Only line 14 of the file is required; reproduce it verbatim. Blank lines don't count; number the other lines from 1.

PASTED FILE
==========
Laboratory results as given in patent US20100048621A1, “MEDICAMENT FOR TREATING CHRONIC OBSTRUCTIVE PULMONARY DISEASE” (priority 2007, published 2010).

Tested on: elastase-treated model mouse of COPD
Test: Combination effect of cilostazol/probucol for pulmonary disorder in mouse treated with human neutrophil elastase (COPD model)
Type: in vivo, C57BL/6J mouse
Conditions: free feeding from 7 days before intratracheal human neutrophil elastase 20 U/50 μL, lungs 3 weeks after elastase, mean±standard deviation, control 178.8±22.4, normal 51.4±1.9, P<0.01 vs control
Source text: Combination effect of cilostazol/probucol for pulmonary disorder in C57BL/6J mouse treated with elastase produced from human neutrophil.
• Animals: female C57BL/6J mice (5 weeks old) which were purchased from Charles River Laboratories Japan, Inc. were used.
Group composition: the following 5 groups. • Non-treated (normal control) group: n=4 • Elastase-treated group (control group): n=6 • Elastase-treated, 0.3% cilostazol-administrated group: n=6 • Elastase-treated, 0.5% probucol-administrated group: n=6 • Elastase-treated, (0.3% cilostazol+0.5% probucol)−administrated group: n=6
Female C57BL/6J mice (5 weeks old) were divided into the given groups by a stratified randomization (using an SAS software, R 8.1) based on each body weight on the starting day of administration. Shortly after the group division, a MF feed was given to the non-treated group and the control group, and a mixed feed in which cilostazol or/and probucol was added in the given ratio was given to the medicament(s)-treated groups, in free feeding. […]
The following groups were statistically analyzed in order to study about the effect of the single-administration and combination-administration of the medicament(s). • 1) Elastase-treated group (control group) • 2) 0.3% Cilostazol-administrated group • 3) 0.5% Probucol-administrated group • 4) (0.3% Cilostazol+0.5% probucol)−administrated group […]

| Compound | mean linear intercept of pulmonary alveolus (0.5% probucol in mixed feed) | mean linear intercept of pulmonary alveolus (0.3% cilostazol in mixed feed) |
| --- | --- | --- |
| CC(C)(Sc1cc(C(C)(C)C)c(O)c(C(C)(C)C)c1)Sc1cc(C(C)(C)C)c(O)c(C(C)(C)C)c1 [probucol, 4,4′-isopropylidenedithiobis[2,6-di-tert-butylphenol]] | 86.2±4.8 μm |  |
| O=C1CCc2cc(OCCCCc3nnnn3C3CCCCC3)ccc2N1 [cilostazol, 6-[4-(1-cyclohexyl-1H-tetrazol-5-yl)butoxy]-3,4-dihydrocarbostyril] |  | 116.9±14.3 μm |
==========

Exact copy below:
| O=C1CCc2cc(OCCCCc3nnnn3C3CCCCC3)ccc2N1 [cilostazol, 6-[4-(1-cyclohexyl-1H-tetrazol-5-yl)butoxy]-3,4-dihydrocarbostyril] |  | 116.9±14.3 μm |